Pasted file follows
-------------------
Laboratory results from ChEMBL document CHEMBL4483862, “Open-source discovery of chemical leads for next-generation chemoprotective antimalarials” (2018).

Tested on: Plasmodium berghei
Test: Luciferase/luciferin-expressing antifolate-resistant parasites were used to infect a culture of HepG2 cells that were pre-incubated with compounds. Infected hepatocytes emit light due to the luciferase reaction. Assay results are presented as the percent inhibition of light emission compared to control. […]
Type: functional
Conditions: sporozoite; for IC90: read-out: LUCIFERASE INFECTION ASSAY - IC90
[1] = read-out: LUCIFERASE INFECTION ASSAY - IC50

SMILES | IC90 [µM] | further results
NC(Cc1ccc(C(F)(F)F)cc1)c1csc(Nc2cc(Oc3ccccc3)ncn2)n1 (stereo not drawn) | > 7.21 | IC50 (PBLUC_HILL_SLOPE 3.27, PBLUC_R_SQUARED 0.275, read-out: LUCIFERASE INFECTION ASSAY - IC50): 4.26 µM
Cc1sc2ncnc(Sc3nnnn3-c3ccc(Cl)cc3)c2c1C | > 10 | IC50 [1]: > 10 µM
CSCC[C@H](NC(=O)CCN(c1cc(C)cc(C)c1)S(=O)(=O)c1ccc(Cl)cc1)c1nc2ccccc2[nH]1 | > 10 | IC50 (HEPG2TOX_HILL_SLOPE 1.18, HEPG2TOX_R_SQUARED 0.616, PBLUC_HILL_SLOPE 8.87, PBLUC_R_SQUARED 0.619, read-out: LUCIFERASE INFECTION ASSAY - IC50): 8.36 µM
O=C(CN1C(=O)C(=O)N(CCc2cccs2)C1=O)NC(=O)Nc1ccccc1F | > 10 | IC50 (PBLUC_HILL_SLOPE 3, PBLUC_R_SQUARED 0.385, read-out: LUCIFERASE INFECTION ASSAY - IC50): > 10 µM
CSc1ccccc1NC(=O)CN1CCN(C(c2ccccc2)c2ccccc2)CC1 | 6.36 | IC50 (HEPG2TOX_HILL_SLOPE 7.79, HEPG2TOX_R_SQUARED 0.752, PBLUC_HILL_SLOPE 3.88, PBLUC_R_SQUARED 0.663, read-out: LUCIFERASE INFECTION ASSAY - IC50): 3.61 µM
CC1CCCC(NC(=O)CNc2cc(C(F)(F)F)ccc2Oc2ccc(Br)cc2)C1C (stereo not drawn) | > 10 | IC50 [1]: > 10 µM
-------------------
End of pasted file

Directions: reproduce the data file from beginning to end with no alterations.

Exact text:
Laboratory results from ChEMBL document CHEMBL4483862, “Open-source discovery of chemical leads for next-generation chemoprotective antimalarials” (2018).

Tested on: Plasmodium berghei
Test: Luciferase/luciferin-expressing antifolate-resistant parasites were used to infect a culture of HepG2 cells that were pre-incubated with compounds. Infected hepatocytes emit light due to the luciferase reaction. Assay results are presented as the percent inhibition of light emission compared to control. […]
Type: functional
Conditions: sporozoite; for IC90: read-out: LUCIFERASE INFECTION ASSAY - IC90
[1] = read-out: LUCIFERASE INFECTION ASSAY - IC50

SMILES | IC90 [µM] | further results
NC(Cc1ccc(C(F)(F)F)cc1)c1csc(Nc2cc(Oc3ccccc3)ncn2)n1 (stereo not drawn) | > 7.21 | IC50 (PBLUC_HILL_SLOPE 3.27, PBLUC_R_SQUARED 0.275, read-out: LUCIFERASE INFECTION ASSAY - IC50): 4.26 µM
Cc1sc2ncnc(Sc3nnnn3-c3ccc(Cl)cc3)c2c1C | > 10 | IC50 [1]: > 10 µM
CSCC[C@H](NC(=O)CCN(c1cc(C)cc(C)c1)S(=O)(=O)c1ccc(Cl)cc1)c1nc2ccccc2[nH]1 | > 10 | IC50 (HEPG2TOX_HILL_SLOPE 1.18, HEPG2TOX_R_SQUARED 0.616, PBLUC_HILL_SLOPE 8.87, PBLUC_R_SQUARED 0.619, read-out: LUCIFERASE INFECTION ASSAY - IC50): 8.36 µM
O=C(CN1C(=O)C(=O)N(CCc2cccs2)C1=O)NC(=O)Nc1ccccc1F | > 10 | IC50 (PBLUC_HILL_SLOPE 3, PBLUC_R_SQUARED 0.385, read-out: LUCIFERASE INFECTION ASSAY - IC50): > 10 µM
CSc1ccccc1NC(=O)CN1CCN(C(c2ccccc2)c2ccccc2)CC1 | 6.36 | IC50 (HEPG2TOX_HILL_SLOPE 7.79, HEPG2TOX_R_SQUARED 0.752, PBLUC_HILL_SLOPE 3.88, PBLUC_R_SQUARED 0.663, read-out: LUCIFERASE INFECTION ASSAY - IC50): 3.61 µM
CC1CCCC(NC(=O)CNc2cc(C(F)(F)F)ccc2Oc2ccc(Br)cc2)C1C (stereo not drawn) | > 10 | IC50 [1]: > 10 µM